Scientists tested blood samples for antibodies typically created in response to melanoma
The researchers were able to identify people with melanoma with 79% accuracy
Australian researchers have developed an experimental blood test they say is the first blood test capable of detecting melanoma – an aggressive form of skin cancer – in its early stages with a high degree of accuracy.
The test could speed up the diagnosis process, saving thousands of lives.
Scientists at Edith Cowan University in Western Australia tested blood samples for the antibodies typically created by the immune system in response to melanoma and identified them with significant accuracy.
Antibodies “are easily accessible in the blood, so it provides a fantastic test to identify an early-stage cancer,” said project lead Professor Mel Ziman, leader of the university’s Melanoma Research Group on Monday.
In the study, published Tuesday in the journal Oncotarget, Ziman’s team screened 245 blood samples from both melanoma patients and healthy volunteers. The researchers were able to identify people with melanoma with 79% accuracy and people without a melanoma with 84% accuracy.
“In order for it to be valued by clinicians we would need to get to 90% accuracy in detection,” she said. “So we are doing a clinical trial with 1000 participants to refine our test to get to this point.”
If further trials are successful, Ziman estimates the test could be distributed internationally in up to five years.
Patients who returned a positive result would still need a biopsy to confirm the blood test and determine how far the cancer had developed, Ziman said.
Multiple groups worldwide are working to develop blood tests that detect a range of cancers. A recent study showed promise for a test detecting tumors of the ovary, liver, stomach, pancreas, esophagus, colorectum, lung and breast, while another study claimed to detect 10 cancers, including 90% accuracy for ovarian cancer.
The Australian team believe theirs would be the first to detect melanoma.
‘In the wrong place with the wrong skin color’
Melanoma cancers are dangerous, abnormal growths on the surface of the skin caused by sun damage, which can spread throughout the body if left untreated.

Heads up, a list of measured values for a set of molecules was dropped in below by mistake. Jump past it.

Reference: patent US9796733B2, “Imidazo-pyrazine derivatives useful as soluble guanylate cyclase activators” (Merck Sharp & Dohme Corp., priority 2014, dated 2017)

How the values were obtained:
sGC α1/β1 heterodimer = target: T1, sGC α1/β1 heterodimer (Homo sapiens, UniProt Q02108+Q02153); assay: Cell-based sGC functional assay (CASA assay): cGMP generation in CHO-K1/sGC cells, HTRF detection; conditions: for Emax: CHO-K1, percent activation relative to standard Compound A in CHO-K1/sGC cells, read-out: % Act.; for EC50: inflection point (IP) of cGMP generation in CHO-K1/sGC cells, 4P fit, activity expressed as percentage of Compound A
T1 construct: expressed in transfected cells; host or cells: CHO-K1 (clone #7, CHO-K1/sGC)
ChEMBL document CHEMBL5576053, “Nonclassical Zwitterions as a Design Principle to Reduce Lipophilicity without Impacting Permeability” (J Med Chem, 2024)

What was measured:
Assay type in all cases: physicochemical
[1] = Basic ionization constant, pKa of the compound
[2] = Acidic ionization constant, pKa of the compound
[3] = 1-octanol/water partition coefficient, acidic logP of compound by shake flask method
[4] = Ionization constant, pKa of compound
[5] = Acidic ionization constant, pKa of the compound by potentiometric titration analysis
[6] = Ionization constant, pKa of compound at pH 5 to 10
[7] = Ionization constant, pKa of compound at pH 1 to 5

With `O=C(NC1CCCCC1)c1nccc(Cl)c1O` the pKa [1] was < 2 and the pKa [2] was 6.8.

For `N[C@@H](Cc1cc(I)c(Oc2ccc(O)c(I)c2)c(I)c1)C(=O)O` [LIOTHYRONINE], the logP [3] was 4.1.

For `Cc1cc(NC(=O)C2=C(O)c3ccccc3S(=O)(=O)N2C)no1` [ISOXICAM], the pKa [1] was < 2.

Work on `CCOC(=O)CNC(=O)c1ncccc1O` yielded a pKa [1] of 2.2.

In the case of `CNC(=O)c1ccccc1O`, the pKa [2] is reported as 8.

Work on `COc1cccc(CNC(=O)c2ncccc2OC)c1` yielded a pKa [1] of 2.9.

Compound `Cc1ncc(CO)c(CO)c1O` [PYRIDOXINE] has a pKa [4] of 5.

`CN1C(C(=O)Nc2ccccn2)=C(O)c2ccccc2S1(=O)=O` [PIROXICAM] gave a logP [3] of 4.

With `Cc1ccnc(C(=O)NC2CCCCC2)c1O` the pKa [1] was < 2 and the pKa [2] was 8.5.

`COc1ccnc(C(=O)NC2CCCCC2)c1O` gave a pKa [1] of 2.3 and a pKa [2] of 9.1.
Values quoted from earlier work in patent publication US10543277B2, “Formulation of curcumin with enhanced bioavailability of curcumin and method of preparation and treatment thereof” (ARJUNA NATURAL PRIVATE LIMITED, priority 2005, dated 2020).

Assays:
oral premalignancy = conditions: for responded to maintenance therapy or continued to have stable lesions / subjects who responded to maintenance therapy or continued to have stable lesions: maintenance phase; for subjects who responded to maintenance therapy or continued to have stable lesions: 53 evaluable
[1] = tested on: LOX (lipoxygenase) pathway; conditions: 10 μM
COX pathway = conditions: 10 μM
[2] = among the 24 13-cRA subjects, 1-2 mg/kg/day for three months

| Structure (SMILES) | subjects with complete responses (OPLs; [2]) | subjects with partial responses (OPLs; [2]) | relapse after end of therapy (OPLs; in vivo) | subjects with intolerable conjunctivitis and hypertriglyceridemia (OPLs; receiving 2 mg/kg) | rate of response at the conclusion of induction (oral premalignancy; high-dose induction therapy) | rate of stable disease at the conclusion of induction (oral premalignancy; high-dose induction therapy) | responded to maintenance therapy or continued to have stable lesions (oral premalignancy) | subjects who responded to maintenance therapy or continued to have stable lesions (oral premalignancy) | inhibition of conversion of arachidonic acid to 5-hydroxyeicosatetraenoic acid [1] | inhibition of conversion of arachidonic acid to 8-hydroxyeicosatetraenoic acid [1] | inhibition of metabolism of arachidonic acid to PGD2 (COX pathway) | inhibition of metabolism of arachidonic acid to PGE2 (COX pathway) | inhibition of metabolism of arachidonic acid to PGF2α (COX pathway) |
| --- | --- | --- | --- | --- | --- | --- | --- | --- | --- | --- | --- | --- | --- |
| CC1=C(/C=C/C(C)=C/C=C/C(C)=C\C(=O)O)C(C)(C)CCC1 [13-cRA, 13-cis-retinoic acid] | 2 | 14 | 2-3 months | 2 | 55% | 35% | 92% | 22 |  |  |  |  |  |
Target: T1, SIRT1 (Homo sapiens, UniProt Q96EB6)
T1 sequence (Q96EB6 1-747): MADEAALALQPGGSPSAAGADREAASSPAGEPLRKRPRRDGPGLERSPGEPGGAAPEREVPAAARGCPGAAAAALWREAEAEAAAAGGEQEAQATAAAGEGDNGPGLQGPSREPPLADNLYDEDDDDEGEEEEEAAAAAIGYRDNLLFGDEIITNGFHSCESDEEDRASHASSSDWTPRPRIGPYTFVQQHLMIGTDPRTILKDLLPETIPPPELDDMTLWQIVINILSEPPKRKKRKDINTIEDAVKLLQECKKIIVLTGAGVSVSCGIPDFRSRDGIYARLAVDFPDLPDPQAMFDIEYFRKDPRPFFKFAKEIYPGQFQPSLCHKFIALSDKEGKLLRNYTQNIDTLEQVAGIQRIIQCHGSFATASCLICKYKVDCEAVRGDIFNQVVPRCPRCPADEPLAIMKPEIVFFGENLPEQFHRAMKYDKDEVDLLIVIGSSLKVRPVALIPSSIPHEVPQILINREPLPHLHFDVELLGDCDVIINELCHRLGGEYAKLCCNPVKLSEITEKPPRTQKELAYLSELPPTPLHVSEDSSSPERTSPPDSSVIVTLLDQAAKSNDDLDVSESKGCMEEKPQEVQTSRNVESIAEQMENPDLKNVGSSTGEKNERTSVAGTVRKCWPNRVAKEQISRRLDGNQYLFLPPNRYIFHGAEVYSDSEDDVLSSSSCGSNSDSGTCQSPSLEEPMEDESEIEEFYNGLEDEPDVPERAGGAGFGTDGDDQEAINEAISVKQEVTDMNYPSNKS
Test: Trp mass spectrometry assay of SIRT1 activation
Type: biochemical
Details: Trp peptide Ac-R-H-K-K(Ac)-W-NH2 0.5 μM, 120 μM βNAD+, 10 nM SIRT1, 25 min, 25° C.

They accounted for an estimated 1.6% of all cancer diagnoses worldwide in 2012. The World Health Organization estimates that 132,000 melanoma skin cancers occur globally each year.
The problem is particularly serious in Australia, where melanomas were the fourth most commonly diagnosed cancer in 2017 and cause about 1,700 deaths a year, according to the university.
This is in large part due to high levels of UV exposure caused by the region’s proximity to the ozone hole over the Antarctic.
“We’re in the wrong place with the wrong skin color. We’ve had a lot of migrants from European nations, so they’re fair-skinned … and we do have a very intense sun here,” Ziman said.
If detected early, skin cancers have a survival rate as high as 95%, the research team said, but it drops to just 50% if diagnosed late.
Surgery to remove the growth is the most common form of treatment.
Ziman said current methods of melanoma detection are expensive and invasive, involving a trip to a clinician, who must biopsy the lesion to discover whether it is cancerous.
For potential sufferers in remote areas, away from skin specialists, diagnosis can be especially tricky, he said, making a simple blood test an easy alternative to identify those at risk.
Over three years, the research team identified a combination of 10 types of antibodies that best signal the presence of a melanoma.
Antibodies are the products of the body’s immune system, created to battle not only bacteria and viruses but abnormal cancer cells, Ziman said.
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Dr. Jodie Moffat, head of early diagnosis at Cancer Research UK, agreed that a test which finds melanoma earlier could help reduce deaths from the disease, adding that “melanoma can be more than skin deep, and it’s much harder to treat when diagnosed at a late stage after it has spread.”
However, she stressed the fact this new test has not undergone clinical trials.
“We need to know how accurate it is, if it can save lives, and how it could work in practice. So, although a blood test to find skin cancer earlier is certainly exciting, research in this field still has hurdles to overcome,” she said.
In the meantime, “people can help spot skin cancer early by knowing what’s normal for their skin,” said Moffat. In turn people should talk to a health professional about any “unusual or lasting changes to a mole, freckle or normal patch of skin.”
CNN’s Meera Senthilingam contributed to this report